The Real Story On The Australian Mining Downturn

Over the last few years, the Australian mining market has been stuck in a nosedive. The g-forces have been felt by miners and investors alike and the downturn itself is not in dispute. What is up for debate is where it’s headed next. 

According to Bis Oxford Economics, we are just over halfway along a 74% fall in mining construction. While some sort of recovery period is expected by 2020, mining consultancy, Wood Mackenzie, have predicted the 2012-14 investment boom is the last of its kind we’ll see in mining. 

Wood Mackenzie analyst Saul Kavonic indicated the 2012-14 boom may actually be part of our current problem, with many projects going ahead in those years that shouldn’t have. "Australia appears to have received more investment than, in retrospect, it probably deserved."

While Liberal MPs have been pushing for a return to the old days of coal mining, the NAB has made dire predictions, estimating a continuation of the downturn with 50,000 jobs expected to be lost. Their projection has been the darkest, carrying with it a suggestion that mining investment will fall by 70% over the next three years. 

From the December 2016 Capital Expenditure Survey, David Bassanese, chief economist of BetaShares, theorised a decline of 25-30% in 2017 alone. “Applying historic realisation ratios between planned and actual investment, the survey continues to suggest mining investment will decline by 25-30% this financial year,” he said.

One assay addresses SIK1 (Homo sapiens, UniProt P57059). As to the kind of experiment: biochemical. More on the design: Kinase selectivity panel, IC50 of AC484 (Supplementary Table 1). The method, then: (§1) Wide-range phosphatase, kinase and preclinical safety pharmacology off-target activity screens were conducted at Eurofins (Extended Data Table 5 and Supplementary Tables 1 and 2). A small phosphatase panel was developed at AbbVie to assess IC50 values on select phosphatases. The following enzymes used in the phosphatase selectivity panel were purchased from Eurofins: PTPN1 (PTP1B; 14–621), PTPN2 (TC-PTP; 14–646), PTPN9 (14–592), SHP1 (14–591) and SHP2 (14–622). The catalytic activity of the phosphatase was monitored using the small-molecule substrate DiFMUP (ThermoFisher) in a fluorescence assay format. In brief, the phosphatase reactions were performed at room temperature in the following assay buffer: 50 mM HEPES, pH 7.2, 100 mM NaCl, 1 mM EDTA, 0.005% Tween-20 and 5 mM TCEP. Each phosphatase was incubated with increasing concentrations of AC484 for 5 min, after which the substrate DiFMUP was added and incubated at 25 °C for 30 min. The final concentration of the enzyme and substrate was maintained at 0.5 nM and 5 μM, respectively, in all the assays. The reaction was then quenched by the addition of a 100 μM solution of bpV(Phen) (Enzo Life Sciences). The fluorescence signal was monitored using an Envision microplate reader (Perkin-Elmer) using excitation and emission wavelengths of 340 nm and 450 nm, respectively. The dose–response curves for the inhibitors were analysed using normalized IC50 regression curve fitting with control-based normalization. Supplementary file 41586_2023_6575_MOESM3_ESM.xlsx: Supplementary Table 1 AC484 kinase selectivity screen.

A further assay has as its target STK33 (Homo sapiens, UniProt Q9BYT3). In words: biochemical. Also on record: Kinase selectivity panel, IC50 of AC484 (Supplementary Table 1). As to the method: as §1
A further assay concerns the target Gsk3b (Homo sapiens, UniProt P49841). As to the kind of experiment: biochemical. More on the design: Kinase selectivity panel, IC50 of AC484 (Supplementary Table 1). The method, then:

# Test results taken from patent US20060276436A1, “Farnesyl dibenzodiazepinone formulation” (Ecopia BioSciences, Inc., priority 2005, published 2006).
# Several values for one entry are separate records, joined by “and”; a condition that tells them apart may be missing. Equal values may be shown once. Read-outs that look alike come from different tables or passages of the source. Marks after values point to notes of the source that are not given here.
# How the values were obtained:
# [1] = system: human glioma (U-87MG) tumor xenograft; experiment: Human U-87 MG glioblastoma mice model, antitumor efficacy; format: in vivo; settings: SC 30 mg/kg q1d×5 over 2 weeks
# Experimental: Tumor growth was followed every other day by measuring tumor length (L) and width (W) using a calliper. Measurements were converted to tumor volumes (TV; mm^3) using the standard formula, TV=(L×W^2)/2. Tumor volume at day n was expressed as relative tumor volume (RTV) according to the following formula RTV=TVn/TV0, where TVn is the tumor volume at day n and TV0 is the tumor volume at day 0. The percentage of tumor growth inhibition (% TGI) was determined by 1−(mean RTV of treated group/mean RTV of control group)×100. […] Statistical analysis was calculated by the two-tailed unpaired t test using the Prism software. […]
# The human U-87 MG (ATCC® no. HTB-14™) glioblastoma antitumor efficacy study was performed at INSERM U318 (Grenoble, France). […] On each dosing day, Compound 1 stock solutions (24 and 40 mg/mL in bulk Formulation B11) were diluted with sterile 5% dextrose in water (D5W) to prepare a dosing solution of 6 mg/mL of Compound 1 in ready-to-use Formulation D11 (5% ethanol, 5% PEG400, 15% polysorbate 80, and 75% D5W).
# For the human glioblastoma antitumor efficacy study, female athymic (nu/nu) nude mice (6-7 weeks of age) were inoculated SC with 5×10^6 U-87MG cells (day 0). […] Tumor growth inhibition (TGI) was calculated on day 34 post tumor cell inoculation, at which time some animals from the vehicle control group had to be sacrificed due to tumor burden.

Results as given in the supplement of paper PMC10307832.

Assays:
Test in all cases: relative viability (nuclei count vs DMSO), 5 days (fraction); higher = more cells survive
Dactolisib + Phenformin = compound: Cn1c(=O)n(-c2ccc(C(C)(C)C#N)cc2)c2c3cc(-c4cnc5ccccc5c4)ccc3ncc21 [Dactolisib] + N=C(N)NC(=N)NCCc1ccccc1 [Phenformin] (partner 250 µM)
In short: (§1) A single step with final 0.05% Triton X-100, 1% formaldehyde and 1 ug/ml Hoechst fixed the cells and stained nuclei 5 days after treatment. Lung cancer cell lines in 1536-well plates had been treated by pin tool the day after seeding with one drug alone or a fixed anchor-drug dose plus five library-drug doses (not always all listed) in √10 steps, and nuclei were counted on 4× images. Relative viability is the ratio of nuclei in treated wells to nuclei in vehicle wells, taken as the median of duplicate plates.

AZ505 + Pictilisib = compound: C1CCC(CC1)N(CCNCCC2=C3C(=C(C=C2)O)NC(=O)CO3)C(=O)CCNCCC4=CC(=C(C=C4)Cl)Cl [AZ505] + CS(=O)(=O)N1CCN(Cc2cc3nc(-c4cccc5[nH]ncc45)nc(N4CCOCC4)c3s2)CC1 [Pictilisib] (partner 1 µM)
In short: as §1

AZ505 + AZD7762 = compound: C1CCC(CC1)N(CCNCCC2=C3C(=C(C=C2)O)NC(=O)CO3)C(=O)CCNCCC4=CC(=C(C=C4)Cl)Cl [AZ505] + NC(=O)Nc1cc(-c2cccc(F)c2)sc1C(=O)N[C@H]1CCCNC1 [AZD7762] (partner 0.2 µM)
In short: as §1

Amidst these dark predictions, there are a few beacons of light. The biggest comes from Reserve Bank Governor Philip Lowe, who says the nosedive in mining investment is inches away from pulling up. Why is the Reserve Bank so cheery and hopeful when everyone else is doubtful? 

The answer lies in 2016 research from the Federal Reserve Board which reveals a direct correlation between stock prices and the positivity of news reports. Using advanced text analysis, the board’s research team was able to accurately predict stock market returns by analyising over 900,000 news articles. The researchers noted “positive news affects stock prices within one week. However, negative news predicts low stock returns for up to one quarter.”

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Susan Miller 3 years ago Member's comment

Great read, looking forward to more from you.